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Pawel Brodzinski on Software Project Management

Tough Times Forge Great Teams

I have a small exercise for you. Describe several attributes of a great team.

Dedicated people?

“One for all, all for one” type of attitude?

Friendly atmosphere?

Being helpful to each other?

Focus on achieving team goals, not personal ones?

Strong personal relationships beside professional interactions?

Ability to deal with difficult situations?

I guess all of them are true. The funny thing is those attributes are exposed more likely whenever tough times come. I know several great teams which were born when no favorable circumstances could be found.

A team with commonly disliked boss. Suddenly it appeared the team wanted to show not only they can manage their task with no boss at all, but even with a boss who disturb instead of help. Engagement skyrocketed. Teamwork went on new level. They used to say the sky was the limit. They should just leave but instead they choose to resist. What an irony, soon after they got what they wanted to – their boss had left – the team scattered.

A technical team which worked in difficult company environment. All decisions were driven by salespeople with no balance from the other side of the barricade. Unreasonable project decisions were their bread and butter. No one tried to understand all the technical issues. Schedules were cut in the half with no rational reason. If you add some financial problems of the company the environment should force anyone to leave immediately. Another time people chose to fight. Despite tough time they managed to complete very challenging task. They built strong personal relationships. They created friendly oasis in hostile environment. However, since things haven’t changed for a longer period of time they started to look for a better future elsewhere.

Becoming a great team is a way of self-defense. If people acted as they’d do during peace time they’d have to leave soon. Leaving a job is almost always a hard decision to make so people start to be engaged a bit more. And a bit more. And a bit more… Other try to follow and suddenly everyone works as he was on steroids.

A bad news for those companies which try to forge great team that way is you never know when it ends. Patience isn’t endless. People will leave and you’ll lose much more than you’d thought – an additional value brought by their greatness.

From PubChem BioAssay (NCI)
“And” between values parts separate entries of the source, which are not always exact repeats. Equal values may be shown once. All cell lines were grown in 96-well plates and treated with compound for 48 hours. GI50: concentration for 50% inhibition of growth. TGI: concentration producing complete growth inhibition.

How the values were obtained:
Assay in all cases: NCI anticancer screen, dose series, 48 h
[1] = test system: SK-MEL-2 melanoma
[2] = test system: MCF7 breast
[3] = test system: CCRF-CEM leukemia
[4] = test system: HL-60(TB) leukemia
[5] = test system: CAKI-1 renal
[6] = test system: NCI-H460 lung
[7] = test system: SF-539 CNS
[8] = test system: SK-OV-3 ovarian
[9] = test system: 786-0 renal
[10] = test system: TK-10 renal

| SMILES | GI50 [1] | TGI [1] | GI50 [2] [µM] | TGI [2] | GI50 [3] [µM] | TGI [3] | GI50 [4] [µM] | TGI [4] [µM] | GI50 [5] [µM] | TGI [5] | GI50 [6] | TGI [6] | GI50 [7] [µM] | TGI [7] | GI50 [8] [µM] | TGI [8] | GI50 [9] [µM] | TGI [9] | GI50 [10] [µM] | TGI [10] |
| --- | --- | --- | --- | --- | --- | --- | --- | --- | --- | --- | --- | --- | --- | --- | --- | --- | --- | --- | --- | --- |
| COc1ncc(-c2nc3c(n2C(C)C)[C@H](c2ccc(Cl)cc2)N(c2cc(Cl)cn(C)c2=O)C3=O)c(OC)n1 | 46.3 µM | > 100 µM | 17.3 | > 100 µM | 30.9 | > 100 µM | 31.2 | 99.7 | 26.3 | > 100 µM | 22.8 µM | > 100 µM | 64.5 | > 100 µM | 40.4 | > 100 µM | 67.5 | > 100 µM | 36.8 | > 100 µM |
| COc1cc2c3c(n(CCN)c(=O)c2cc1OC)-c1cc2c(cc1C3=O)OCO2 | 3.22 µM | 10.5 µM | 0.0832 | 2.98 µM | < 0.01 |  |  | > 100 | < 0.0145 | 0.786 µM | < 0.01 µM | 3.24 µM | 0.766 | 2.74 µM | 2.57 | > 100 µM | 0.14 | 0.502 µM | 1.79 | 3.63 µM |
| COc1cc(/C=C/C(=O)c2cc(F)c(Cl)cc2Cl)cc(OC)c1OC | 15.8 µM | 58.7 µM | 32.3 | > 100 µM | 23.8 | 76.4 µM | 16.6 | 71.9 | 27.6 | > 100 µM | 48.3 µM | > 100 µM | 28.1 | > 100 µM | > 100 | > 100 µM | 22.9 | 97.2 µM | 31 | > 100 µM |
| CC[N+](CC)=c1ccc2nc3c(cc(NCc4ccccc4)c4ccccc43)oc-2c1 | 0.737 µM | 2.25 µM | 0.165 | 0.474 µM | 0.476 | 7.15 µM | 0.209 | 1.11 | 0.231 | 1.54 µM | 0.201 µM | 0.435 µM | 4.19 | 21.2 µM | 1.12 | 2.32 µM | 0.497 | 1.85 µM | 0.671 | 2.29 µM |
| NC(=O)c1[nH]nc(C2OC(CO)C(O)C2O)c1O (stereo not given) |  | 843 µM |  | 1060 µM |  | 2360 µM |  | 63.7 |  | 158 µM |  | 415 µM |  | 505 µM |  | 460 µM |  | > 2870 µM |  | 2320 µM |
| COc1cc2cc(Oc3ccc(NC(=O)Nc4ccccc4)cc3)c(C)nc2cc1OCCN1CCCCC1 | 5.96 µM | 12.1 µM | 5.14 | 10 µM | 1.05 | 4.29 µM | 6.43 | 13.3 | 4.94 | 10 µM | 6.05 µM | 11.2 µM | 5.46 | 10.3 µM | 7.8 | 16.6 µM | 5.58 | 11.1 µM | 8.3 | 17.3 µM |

Building a great team during normal time can be paradoxically more difficult, however that way the results last much, much more.

in: team management

5 comments… add one

  • Lech August 11, 2008, 5:19 am

    A sense of crisis ‘to bind them all?’ A ‘burning platform?’ Management by conflicts? A bit of everything probably. Sounds real to me.

    Thanks for sharing. Thanks for the insight!

  • Pawel Brodzinski August 11, 2008, 9:38 am

    I wouldn’t go for management by conflicts methods. It was rather an observation than advise how to make teams great. In other words: don’t try that at home.

  • Lech August 12, 2008, 8:04 am

    True. I don’t think stirring up conflicts or faking a “burning platform” is the way to go.
    The observation seems convincing to me though. When I look back on the great teams I knew in the past, there was this sense of togetherness [inside] vs. uncertain times outside. Or people, for that matter. Forgive me the banality, but… members of such teams behaved like crews sailing on lonely boats through waters of change.

    I do recall a president of an SME I used to work for who built his company on that concept. He even hired VPs who were prone to cause conflicts or were generally disliked by others. Back then, I didn’t understand why a [seemingly] good leader made such HR decisions. I wasn’t the only one having doubts.

    It worked though. This was a great company.

  • Pawel Brodzinski August 13, 2008, 3:40 am

    I didn’t know any manager who I was sure exploited those kind of method on consciously. I know a lot of situation when they were used because managers were poor at their work.

    Example you bring is a very interesting one. Bringing a toxic person to strenghen the team. Well, that was a risky move.

    By the way, if you can tell, why did you leave?

  • Lech August 19, 2008, 9:42 pm

    Sure. I was too young and my ego – too big.

    Darned recruitment questions. Ah, you’ve been doing too much of that! *wink* But hey, I’d be asking that one too.

    (General “greatness” seems rather fuzzy a term to me. There are various shades of grey.
    BTW, you gave me an idea for a new entry. Thanks a bunch!)

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